With five more points we would be talking about a fantastic start to the season from West Bromwich Albion, and we would be right up there amongst the big boys. As it happens we occupy a more mediocre 9th spot. It does seem unfair that seemingly every time that a big decision has needed to be made in a game, it has gone against us - and whilst it is wrong to blame all of our results on refereeing decisions- it is fair to say there is some evening out to do.

3) Opposition Manager comments way out of line:

I am a big Jose Mourinho fan. I like him as a manager, and I like his charismatic (verging on arrogant style). However, he went way down in my estimations yesterday. His comments after the game were not only idiotic, but they also lacked class and were completely delusional. Mourinho is an intelligent man, and he must know that the Ramires tumble was no penalty. So to come out and defend the referee to the extent that he did angered me, and other West Bromwich Albion fans alike.

When talking to the BBC, this is what Mourinho said:

"I have watched it two or three times and it was a clear penalty. The referee made many mistakes during the game but that was not a mistake. It is always a difficult situation to accept for the team that is winning, but when they go home they will see on their screens that it was a situation where the referee did not make a mistake."

Mourinho is a man of great charisma, but even he cannot convincingly defend the indefensible. It was such a blatant mistake that Mourinho should not have even attempted to defend it. Even more galling was then Mourinho's ridiculous claims that it was he that should feel aggrieved because of a foul on Branislav Ivanovic in the build up the second Albion goal (maybe this is my bias speaking, but I thought Ivanovic was weak and Yacob merely wanted the ball more than him - a view echoed by all of the pundits I have heard speak on the matter).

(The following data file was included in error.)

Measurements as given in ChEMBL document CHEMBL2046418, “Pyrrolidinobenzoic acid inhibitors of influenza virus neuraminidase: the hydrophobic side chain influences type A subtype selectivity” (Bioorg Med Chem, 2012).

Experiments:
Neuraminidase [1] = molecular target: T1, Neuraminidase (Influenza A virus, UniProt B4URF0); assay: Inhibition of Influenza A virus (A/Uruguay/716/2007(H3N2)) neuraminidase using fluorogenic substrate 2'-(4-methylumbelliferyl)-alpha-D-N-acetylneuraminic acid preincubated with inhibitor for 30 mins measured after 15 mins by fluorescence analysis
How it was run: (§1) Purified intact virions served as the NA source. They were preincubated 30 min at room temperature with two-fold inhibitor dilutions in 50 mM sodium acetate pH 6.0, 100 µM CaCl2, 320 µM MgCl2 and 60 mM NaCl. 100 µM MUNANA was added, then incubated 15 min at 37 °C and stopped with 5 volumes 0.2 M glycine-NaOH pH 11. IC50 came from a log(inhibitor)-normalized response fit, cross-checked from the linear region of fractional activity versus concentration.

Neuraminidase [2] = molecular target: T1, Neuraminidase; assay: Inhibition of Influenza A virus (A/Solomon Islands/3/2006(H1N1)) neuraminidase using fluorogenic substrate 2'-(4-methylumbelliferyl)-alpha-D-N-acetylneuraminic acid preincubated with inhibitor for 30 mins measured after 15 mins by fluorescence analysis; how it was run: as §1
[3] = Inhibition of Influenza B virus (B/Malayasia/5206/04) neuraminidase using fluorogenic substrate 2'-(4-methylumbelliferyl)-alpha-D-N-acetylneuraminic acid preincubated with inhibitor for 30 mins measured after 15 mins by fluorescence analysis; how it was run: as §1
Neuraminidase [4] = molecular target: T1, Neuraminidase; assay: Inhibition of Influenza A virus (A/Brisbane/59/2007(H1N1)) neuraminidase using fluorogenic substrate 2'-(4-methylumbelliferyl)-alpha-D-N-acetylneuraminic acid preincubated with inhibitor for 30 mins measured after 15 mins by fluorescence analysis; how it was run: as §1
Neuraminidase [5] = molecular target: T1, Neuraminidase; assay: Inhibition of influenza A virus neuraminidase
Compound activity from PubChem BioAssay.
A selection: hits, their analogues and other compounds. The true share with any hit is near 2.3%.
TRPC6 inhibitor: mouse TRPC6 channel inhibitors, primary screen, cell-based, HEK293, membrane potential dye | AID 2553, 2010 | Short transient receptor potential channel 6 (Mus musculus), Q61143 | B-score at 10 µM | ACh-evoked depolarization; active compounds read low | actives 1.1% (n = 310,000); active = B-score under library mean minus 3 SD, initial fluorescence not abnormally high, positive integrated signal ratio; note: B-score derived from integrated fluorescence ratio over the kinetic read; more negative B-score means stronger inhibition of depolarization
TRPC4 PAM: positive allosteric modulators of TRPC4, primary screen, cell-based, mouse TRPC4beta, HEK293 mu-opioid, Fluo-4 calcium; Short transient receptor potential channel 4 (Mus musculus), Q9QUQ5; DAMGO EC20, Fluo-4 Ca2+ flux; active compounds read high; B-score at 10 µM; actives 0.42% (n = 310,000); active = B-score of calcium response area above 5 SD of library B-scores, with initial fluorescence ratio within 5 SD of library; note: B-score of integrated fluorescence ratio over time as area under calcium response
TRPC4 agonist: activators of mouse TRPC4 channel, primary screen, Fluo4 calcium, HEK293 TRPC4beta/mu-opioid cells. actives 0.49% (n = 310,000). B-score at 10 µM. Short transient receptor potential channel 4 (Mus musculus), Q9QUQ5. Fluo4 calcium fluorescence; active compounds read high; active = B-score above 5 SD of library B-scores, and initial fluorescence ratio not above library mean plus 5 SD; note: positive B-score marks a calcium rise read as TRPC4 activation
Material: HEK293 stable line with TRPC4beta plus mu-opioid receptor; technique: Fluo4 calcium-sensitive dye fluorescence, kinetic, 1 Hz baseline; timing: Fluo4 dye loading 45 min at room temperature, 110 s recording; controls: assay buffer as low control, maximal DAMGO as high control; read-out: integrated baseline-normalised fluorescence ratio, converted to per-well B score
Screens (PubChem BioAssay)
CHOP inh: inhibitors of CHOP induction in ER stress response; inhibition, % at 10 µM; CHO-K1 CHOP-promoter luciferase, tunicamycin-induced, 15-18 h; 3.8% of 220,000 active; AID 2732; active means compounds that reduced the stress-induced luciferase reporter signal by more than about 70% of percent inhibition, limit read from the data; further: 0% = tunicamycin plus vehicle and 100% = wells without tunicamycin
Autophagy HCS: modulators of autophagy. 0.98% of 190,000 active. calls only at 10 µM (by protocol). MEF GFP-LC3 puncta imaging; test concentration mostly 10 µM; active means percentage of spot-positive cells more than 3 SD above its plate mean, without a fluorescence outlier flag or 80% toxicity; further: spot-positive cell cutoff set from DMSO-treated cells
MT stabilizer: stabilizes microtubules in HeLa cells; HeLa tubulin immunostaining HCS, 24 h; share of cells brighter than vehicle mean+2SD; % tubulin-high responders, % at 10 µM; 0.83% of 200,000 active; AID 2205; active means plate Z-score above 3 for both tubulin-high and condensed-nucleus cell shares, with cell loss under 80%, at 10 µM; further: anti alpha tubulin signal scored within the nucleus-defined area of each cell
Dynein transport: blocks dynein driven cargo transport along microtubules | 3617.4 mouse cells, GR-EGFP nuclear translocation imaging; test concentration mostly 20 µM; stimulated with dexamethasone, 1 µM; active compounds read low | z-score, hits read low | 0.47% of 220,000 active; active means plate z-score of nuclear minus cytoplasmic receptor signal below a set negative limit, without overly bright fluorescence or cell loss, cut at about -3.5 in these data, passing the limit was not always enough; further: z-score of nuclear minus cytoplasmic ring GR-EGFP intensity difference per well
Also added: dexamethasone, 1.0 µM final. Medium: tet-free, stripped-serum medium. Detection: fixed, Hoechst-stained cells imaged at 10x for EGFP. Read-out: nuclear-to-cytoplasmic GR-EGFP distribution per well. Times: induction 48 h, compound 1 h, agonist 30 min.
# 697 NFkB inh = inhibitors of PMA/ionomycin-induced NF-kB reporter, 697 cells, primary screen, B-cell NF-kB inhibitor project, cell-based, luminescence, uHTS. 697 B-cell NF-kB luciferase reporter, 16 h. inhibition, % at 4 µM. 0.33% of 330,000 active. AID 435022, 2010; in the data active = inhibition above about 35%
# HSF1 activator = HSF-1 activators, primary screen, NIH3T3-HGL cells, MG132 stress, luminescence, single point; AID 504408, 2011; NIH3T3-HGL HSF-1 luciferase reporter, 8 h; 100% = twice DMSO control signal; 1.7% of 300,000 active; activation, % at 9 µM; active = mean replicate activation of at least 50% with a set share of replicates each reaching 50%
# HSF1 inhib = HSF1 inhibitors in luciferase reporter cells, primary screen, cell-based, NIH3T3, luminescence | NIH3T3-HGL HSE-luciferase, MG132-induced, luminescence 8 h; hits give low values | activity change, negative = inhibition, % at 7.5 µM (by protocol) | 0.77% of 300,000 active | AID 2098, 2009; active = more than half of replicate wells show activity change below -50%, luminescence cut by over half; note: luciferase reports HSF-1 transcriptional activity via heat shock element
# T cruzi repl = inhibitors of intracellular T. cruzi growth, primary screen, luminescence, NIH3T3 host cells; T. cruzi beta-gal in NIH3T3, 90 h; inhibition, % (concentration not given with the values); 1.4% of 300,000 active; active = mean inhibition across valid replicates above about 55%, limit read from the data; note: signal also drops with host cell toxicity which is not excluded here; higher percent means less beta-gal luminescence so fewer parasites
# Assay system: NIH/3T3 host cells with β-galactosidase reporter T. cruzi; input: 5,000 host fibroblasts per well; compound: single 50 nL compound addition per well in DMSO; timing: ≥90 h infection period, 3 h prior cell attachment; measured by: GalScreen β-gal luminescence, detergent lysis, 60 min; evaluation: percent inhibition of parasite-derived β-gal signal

Whilst Steve Clarke's reaction to the game was one of anger, one cannot deny the class with which he handled himself - rather than Mourinho who acted like a petulant child. To couple that, Chelsea's players handled themselves in a completely classless manner- Eden Hazard celebrating the goal like a cup final winner, whilst the idiotic Branislav Ivanovic took it upon himself to provoke Victor Anichebe and Jonas Olsson after the goal. Reflective of the lack of class on behalf of Mourinho? I think so.

It is a shame that this game will come to be defined by a poor last gasp decision rather than a stellar defensive display from the Baggies but Albion fans have a right to have a massive amount of pride in their team after yesterday's game. One only hopes that the bad decisions we have suffered so far, will even themselves out over the season.

You can follow Josh on Twitter @JoshBland13